* In the most recent {{Wolverine}} comics, one issue explores the background of a female Hand ninja, known best for being Marvel's go-to mooks for stories set in Japan. The ninja dies early on during one of Logan's frequent rampages. The Hand brings her back to life only to serve as the human equivalent of a broodmare. She refuses and instead joins the Right Red Hand, a group of people who blame Logan for ruining their lives.
* One issue of ''[[Comicbook/TeenageMutantNinjaTurtlesMirage Tales of the TMNT]]'' goes into the backstory of a new recruit to the Foot Clan ninjas--his family, his personality, and why he wanted to join the Foot. He comes back from his first fight with the turtles in a body bag.
* ''Fables'' loves to subvert this. We see bits and pieces of the [[BigBad Emperor's]] forces, background, interests, beliefs... Boy Blue [[spoiler: while he is sneaking through the Empire]] gives the goblins he questions the chance to surrender when he confronts them [[spoiler:since he just wants information]]. (Not his fault they kept attacking him.)
* {{Franchise/Transformers}} IDW comics had both types of Aversions. There was a group called the Machination, where Humans would have themselves augmented into Transforming robot heads, and control giant robot bodies. When the Autobots fight them, they only stun them or cause them to crash, despite the fact that they've tried to kill the Autobots several times, almost killed Ironhide, and painfully took apart Sunstreaker. By Maximum Dinobots, The Monsterbots and Dinobots, being the most violent of the Autobots, gleefully kill, dismember and even eat the Humans, and are only stopped from killing their leader because Ultra Magnus wants to arrest and try him(and more importantly, the Decepticon he merged with) for crimes on many other planets.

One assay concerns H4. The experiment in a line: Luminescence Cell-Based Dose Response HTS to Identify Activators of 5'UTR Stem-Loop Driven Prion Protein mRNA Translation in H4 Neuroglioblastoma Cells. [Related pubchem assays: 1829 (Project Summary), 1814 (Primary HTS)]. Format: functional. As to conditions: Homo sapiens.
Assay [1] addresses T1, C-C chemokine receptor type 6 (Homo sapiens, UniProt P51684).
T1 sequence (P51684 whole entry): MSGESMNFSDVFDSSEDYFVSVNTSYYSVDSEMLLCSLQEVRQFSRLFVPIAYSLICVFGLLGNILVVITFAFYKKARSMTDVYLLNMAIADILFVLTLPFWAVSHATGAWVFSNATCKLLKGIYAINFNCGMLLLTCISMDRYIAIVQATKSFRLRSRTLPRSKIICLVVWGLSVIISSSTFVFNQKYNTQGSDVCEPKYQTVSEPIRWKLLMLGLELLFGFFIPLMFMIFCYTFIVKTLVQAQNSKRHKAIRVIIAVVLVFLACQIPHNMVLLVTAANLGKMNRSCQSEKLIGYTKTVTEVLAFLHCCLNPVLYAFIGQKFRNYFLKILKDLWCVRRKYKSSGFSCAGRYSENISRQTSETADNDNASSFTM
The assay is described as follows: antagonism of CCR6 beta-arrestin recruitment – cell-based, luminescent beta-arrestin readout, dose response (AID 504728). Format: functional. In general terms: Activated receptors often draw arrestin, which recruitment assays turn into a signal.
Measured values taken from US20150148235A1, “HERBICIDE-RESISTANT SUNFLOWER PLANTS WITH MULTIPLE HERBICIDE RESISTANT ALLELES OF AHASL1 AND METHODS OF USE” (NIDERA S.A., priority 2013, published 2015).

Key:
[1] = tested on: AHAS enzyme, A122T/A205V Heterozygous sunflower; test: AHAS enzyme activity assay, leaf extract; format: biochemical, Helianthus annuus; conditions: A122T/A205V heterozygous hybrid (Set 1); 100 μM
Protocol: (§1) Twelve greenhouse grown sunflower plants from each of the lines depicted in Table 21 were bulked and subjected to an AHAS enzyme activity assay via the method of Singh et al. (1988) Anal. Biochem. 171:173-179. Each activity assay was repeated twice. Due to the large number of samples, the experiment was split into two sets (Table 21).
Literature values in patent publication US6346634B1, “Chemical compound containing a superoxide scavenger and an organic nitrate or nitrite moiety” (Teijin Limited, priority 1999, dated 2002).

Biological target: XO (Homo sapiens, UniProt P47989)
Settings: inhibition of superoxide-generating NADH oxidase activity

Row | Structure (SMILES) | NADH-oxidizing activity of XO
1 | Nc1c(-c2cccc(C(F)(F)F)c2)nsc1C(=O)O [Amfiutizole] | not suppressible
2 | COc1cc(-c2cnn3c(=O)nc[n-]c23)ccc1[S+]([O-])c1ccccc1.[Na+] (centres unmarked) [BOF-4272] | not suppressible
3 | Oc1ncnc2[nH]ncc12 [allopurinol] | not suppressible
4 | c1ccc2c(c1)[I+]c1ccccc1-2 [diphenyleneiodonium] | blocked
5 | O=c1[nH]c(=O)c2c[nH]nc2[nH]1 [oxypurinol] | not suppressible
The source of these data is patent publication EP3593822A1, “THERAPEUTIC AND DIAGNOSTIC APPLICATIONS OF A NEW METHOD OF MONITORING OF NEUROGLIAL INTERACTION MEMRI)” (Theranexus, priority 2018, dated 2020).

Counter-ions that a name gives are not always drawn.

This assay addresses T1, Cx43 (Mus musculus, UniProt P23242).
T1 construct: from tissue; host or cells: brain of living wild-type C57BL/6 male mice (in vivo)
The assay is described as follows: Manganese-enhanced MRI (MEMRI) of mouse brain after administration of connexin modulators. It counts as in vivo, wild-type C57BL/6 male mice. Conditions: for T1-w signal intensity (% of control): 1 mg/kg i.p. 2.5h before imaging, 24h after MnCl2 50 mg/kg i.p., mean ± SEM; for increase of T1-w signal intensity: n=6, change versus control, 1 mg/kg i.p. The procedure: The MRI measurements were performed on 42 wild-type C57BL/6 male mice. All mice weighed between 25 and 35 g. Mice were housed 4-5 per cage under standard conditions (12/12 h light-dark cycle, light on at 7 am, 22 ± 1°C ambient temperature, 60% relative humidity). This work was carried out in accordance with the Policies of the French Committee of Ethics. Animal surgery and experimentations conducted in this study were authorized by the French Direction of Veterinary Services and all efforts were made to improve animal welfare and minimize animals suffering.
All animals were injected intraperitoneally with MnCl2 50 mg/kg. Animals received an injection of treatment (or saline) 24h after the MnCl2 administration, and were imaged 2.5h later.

* ComicBook/TransformersMoreThanMeetsTheEye: The Decepticon Scavengers (six {{Mauve Shirt}}s) discuss this trope, during one battle, where Optimus and Megatron shut themselves off and plugged into a neural network. They could see the battle from the eyes of all their troops, and used it to better coordinate their attacks, The Scavengers say troops were reduced to numbers and statistics, and at the end of the day, the only thing separating the sides were that the Autobots had the decency to collect their dead while the Decepticons left their troops corpses to decay.
* ''ComicBook/SpiderMan'':
** There was something like this in the story "Light the Night", a rather dramatic multipart story exploring the HiddenDepths of Spidey's old enemy Electro. A subplot of the story dealt with a common criminal who Spidey had caught on numerous occasions, but could ''never'' remember from one time to the next. The guy hated Spider-Man, not so much because he kept getting punched out and webbed to the wall; he even said he wouldn't mind so much if, for once, Spidey ''remembered who he was!'' Eventually, the guy tries to pull a grandiose stunt and rob a high-class party, pretending to be a super-villain (doing a rather lame job of it), and when Spidey shows up, again, he seems enraged by his "arch-enemy's" presence, but Spidey has no-idea who he is. It becomes a moot point a minute later, as Electro tries to pull an even ''bigger'' stunt that threatens to wipe out the entire city block. Still, after the real villain is apprehended, the story ends somewhat happy for the guy; he runs into a beautiful socialite from the party who doesn't recognize him as the criminal, and they hit it off quickly. (But Spidey still has no idea who the guy was at the end, not even recognizing him when he passes by in his civilian identity as Peter Parker. Maybe he just had a forgettable face...)